MUNCY - A gas industry "field of dreams" is rising up out of a former corn field in Muncy and Muncy Creek townships.
On Thursday, state, county and local officials, developers and others gathered to celebrate a natural gas industrial park being developed on more than 200 acres along Industrial Park Road in Muncy Industrial Park.
The property, which is owned by Fishlips LLC, a partnership between local developers Brent M. Fish and Dan Klingerman, will have as its anchor tenant Weatherford International Ltd., a global gas industry technology and support company.
The shell of a facility that will house global gas industry technology and equipment company Weatherford International Ltd. operations is on a new industrial park in Muncy and Muncy Creek townships. A company official said the facility should be completed this fall.
The company already has broken ground on a facility, the shell of which served as a backdrop for the celebration.
According to Jerry Banta, northeast area manager for Weatherford, the facility will house hydraulic fracturing technology and equipment such as pumps, trucks and sand haulers.
Also housed in the facility will be "fishing" equipment used to retrieve broken equipment stuck in well holes, and wire line services, which enables tools to be attached to electrical wires rather than pipes.
"We fish stuff that down in the hole - lost equipment - that won't come out," Banta said. "We go get it and we're real successful at doing it."
Once the facility is completed, between 200 and 250 people will be employed there, Banta said.
Six or seven other companies have shown interest in the park, which has access to rail service, is a Keystone Opportunity Zone - which exempts it from state, county, local and school district taxes for a predetermined number of years - and is zoned for heavy industrial use, Fish said.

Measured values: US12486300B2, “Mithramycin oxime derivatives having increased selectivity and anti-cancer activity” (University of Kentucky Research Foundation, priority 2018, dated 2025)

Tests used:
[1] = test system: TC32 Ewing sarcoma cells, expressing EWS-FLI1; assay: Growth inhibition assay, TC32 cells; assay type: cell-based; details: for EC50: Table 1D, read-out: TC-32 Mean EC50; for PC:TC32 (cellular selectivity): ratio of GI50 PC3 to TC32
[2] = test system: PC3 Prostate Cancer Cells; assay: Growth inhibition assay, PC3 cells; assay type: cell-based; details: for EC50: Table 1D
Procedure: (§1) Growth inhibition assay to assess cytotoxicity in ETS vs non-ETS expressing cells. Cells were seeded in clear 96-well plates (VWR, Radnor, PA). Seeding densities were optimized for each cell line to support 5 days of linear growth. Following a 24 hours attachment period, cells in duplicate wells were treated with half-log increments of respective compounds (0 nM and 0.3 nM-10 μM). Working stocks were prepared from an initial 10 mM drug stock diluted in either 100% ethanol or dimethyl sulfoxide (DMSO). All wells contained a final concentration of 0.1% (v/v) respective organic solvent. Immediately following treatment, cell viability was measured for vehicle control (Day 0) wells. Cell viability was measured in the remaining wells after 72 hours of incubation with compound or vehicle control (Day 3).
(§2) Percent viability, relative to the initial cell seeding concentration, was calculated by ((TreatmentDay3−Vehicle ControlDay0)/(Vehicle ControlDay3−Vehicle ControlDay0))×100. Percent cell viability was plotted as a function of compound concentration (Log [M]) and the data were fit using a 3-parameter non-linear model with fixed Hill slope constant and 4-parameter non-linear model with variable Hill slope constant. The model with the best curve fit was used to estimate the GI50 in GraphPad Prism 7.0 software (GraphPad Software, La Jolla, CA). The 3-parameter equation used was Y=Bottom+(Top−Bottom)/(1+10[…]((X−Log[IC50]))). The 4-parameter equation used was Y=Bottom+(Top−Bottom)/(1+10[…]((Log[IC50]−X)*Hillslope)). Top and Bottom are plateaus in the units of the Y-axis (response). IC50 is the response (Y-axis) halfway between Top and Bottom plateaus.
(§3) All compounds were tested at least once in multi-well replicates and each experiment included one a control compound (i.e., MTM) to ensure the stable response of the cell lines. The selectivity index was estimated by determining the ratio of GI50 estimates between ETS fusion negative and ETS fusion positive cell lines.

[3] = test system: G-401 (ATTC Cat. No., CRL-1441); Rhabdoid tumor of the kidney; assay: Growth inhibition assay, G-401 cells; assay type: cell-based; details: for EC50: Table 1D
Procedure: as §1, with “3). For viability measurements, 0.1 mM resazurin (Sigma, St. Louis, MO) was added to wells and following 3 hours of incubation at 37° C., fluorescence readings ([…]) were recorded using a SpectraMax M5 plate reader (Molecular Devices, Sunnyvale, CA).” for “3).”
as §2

"I've never seen anything like this in my life," Fish said of the development activity spurred by natural gas development.
Banta said the site was attractive to his company because it is ideally situated in the northern portion of the Marcellus Shale play. The company also was impressed with the welcome it received from local officials and residents.
"It is a place located where our customers will be doing the drilling," he said. "We also got a great reception from local government and citizens. We felt at home right away."
Williamsport-Lycoming Chamber of Commerce President Vincent Matteo called the celebration "an exciting day for all of Lycoming County" and a true testament to what partnerships between the public and private sectors can accomplish.
The Chamber's Industrial Properties Corp. holds the mortgage on the property and provided $250,000 to develop an access road to the site, Matteo said.
State Sen. E. Eugene Yaw, R-Loyalsock Township, who Matteo described as one of the leaders in Harrisburg regarding Marcellus Shale development, said many legislators either don't know or don't care about natural gas development except as a potential income source for the state.
Yaw said he recently met with a committee and was dismayed at the lack of knowledge its members had about the Marcellus Shale.
"I can't believe we're so far into this and these people are so clueless about what's happening here," he said.
Yaw touted the economic benefits of developing natural gas in Pennsylvania, including a projected 100,000 jobs and $1 billion in tax revenue created this year - and that while the state is mired in a recession.
"That is a pretty significant impact on our state," Yaw said.
State Rep. Garth Everett, R-Muncy, also expressed concern at how uninformed politicians in Harrisburg - and residents in more populated areas of the state - are about the natural gas industry.
"It's a real steep educational curve in Harrisburg," Everett said. "Most people living south of I-80 don't have an understanding of this development - or rural Pennsylvania in general."
Lycoming County Commissioner Jeff C. Wheeland said there is an "old adage that it is better to be lucky than good."
"In Lycoming County, we're both," Wheeland said.
The county is lucky because it sits astride the northcentral epicenter of the Marcellus Shale, officials say. It is good because county government and others saw the potential for gas development and formed the Community Gas Exploration Task Force to help develop policy that would promote responsible natural gas development in the county.
The county is lucky because it has developable land on which gas companies can build, and good because developers such as Fish and Klingerman are willing to prepare sites for those companies to locate on, he said.